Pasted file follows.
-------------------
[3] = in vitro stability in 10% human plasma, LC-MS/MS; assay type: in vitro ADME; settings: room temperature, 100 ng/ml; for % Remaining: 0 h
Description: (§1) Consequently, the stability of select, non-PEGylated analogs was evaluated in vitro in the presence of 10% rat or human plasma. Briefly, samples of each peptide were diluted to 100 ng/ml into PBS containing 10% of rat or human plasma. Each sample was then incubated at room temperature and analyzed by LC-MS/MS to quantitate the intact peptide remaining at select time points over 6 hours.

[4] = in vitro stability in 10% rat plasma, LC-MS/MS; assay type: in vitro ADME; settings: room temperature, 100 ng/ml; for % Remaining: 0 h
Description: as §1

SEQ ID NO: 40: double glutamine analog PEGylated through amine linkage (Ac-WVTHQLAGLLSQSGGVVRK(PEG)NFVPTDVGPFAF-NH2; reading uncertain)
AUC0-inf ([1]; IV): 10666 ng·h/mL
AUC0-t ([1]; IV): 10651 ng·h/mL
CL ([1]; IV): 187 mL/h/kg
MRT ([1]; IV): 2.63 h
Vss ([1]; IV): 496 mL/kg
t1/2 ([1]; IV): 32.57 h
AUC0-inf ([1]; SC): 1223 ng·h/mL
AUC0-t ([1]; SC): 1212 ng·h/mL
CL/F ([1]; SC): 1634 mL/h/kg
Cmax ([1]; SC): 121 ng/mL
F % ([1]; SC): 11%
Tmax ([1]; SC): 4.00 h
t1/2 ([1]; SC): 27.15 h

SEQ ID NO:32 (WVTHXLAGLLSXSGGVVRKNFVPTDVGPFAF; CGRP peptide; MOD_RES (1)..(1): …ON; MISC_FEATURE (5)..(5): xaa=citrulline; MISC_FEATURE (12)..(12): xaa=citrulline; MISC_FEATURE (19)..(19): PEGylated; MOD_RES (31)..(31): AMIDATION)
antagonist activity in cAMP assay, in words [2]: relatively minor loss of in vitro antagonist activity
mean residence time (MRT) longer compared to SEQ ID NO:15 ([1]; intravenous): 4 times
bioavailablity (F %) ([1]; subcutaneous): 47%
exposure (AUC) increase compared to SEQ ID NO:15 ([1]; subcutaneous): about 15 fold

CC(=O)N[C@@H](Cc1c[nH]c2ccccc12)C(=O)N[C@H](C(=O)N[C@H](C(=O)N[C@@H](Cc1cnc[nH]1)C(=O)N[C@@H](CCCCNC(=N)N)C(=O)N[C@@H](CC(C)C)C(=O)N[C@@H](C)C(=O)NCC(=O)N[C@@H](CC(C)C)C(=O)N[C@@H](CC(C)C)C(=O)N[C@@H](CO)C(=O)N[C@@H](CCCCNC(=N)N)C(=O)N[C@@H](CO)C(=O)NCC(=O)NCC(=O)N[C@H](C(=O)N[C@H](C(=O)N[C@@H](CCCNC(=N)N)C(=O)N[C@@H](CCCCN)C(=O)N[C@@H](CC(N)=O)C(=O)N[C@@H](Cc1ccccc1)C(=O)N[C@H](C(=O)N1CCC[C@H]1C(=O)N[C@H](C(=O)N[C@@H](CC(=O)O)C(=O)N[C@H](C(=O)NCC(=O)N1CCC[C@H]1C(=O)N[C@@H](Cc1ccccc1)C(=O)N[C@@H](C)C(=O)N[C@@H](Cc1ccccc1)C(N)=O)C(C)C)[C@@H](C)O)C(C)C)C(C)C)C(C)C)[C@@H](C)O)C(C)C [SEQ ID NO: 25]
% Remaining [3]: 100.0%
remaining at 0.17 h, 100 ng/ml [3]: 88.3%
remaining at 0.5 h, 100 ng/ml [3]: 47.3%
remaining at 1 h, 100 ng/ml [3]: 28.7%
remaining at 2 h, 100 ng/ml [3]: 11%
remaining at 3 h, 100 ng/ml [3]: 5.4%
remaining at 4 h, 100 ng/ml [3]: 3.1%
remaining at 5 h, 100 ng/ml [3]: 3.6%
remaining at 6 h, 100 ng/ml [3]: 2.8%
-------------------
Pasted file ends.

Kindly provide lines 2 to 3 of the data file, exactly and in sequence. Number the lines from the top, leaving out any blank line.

Description: (§1) Consequently, the stability of select, non-PEGylated analogs was evaluated in vitro in the presence of 10% rat or human plasma. Briefly, samples of each peptide were diluted to 100 ng/ml into PBS containing 10% of rat or human plasma. Each sample was then incubated at room temperature and analyzed by LC-MS/MS to quantitate the intact peptide remaining at select time points over 6 hours.

[4] = in vitro stability in 10% rat plasma, LC-MS/MS; assay type: in vitro ADME; settings: room temperature, 100 ng/ml; for % Remaining: 0 h